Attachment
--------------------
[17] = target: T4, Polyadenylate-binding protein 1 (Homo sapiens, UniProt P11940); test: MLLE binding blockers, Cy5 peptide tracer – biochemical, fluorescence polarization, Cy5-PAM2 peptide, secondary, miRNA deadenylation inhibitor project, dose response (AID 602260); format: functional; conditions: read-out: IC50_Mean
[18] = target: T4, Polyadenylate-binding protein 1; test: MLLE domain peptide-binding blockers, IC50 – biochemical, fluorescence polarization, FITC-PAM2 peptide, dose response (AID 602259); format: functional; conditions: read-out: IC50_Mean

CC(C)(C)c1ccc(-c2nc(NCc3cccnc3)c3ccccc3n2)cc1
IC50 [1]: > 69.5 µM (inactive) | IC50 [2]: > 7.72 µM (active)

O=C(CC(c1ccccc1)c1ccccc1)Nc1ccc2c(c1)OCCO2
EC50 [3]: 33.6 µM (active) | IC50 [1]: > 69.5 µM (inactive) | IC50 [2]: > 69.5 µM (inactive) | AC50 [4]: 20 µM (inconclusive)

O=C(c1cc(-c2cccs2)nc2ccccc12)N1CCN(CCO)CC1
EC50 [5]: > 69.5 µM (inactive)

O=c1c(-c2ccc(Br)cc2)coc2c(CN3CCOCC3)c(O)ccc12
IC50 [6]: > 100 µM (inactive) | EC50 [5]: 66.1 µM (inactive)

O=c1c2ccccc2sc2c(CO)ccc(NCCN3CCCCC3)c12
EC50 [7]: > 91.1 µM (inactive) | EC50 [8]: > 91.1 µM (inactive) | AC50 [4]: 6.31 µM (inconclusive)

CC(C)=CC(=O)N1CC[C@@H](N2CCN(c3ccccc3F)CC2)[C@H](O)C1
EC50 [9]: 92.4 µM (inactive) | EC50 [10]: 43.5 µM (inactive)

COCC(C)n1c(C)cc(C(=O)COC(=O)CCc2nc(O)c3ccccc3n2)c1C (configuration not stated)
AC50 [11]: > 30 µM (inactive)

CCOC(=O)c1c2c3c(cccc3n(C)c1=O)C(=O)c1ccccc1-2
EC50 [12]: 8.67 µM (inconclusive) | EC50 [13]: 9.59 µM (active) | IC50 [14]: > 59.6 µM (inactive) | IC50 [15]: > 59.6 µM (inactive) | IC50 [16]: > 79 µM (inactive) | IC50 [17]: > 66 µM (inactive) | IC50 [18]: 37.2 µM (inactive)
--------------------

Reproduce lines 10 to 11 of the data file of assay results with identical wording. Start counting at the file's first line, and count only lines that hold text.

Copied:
IC50 [6]: > 100 µM (inactive) | EC50 [5]: 66.1 µM (inactive)

O=c1c2ccccc2sc2c(CO)ccc(NCCN3CCCCC3)c12